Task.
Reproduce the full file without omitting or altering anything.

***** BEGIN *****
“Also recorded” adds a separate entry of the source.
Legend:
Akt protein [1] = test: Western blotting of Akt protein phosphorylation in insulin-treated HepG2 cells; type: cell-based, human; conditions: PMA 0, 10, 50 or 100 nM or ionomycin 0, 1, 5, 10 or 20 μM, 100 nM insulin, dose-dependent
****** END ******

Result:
“Also recorded” adds a separate entry of the source.
Legend:
Akt protein [1] = test: Western blotting of Akt protein phosphorylation in insulin-treated HepG2 cells; type: cell-based, human; conditions: PMA 0, 10, 50 or 100 nM or ionomycin 0, 1, 5, 10 or 20 μM, 100 nM insulin, dose-dependent